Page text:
Tag Archives: whip

Son of the High Chief

A friend of mine shared this story recently.  My friend is part Samoan and part Hawaiian.  He was born in Hawaii but moved to Samoa during his childhood.  Adjusting to the new cultures in this high-context society was difficult for his brother and him, but they made a friend in one of the locals.

Their friend, as it turns out, was the son of the High Chief.  We might expect the son of a high-class family in power to be arrogant and dismissive of foreign-born, mixed race kids who were new to the area, but he was anything but.  He was friendly and took a personal interest in helping my friend and his brother adjust.

He taught them local customs, like cooking the family meal on hot stones outdoors every Sunday.  He taught them local culture, like the need to show respect for elders.  He taught them the local language, and he helped them to fit in.  He was a good and faithful friend.

One day, the town drunk appeared as the three boys were playing outdoors.  Children knew him to be a violent and abusive man, and they avoided him whenever possible, but today, he caught the boys by surprise.  My friend could tell he was drunk again, and he could see the rage in his eyes.  This day, he had come for the two foreign-born boys.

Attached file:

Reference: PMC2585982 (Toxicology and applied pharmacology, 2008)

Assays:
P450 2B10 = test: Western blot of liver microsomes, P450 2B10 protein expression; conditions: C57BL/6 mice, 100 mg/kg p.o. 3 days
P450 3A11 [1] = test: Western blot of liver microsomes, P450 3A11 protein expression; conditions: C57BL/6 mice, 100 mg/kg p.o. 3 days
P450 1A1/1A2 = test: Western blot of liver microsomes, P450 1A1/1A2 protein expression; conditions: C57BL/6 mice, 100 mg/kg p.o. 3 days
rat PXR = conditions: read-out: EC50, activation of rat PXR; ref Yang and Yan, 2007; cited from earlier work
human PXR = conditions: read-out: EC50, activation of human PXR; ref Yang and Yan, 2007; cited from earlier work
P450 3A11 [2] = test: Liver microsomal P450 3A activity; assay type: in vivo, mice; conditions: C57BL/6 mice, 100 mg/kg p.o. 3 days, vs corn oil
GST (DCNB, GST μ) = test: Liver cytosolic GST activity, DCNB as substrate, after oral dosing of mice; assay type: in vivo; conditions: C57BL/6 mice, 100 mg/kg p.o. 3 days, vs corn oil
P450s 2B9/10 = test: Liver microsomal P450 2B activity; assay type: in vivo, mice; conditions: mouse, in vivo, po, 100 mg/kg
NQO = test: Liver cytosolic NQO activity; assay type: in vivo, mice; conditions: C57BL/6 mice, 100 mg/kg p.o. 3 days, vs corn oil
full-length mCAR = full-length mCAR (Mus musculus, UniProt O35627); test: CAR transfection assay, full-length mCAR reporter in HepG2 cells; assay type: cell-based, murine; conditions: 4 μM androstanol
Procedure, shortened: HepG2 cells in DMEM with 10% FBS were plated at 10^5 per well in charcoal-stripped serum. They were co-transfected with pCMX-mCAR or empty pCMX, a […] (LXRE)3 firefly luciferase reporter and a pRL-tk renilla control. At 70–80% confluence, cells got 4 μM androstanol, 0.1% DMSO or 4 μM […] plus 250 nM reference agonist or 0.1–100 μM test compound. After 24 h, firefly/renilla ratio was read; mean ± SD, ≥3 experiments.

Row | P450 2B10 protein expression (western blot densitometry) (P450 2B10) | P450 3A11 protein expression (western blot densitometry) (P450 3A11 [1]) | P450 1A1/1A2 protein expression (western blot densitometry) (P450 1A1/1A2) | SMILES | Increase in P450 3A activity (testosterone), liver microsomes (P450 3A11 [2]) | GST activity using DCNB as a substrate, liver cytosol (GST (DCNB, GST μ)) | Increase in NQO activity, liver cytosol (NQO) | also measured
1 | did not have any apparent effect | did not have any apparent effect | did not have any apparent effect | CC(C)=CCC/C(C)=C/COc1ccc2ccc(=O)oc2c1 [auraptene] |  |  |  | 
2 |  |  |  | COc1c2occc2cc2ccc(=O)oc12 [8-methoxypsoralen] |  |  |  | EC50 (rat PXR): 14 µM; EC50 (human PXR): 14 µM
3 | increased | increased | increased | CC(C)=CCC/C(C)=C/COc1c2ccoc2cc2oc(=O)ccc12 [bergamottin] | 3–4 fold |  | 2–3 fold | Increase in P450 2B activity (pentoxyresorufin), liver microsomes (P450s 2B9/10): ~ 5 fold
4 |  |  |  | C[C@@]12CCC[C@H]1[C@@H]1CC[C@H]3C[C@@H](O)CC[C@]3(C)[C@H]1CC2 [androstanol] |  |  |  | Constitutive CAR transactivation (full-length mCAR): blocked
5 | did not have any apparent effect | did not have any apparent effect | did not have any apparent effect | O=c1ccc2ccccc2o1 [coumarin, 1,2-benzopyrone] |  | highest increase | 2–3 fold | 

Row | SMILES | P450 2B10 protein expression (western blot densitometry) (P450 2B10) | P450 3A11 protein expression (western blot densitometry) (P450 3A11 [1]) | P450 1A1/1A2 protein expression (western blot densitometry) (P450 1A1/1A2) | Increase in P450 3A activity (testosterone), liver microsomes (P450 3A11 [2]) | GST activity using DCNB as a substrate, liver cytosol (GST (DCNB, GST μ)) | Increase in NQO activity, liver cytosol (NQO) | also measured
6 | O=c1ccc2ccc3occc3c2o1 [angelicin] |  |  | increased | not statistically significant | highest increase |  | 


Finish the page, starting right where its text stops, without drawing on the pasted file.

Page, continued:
But just as he moved to attack them, the son of the High Chief stepped between his friends and the man.  The man’s anger snapped, and he began to beat the boy mercilessly.  Several times, he knocked the boy to the ground, but each time, the boy would stand again, blocking the way to his friends.

My friend and his brother asked each time he fell if they should go for help.  Should they go to get the townspeople, who would come and rescue their friend, the son of their High Chief?  The townspeople wouldn’t allow such a crime to happen to their leader’s family.  In fact, they might have even killed the drunken man for what he had done.  But each time, the answer was, ‘No,’ and the boy would stand again to take the beating.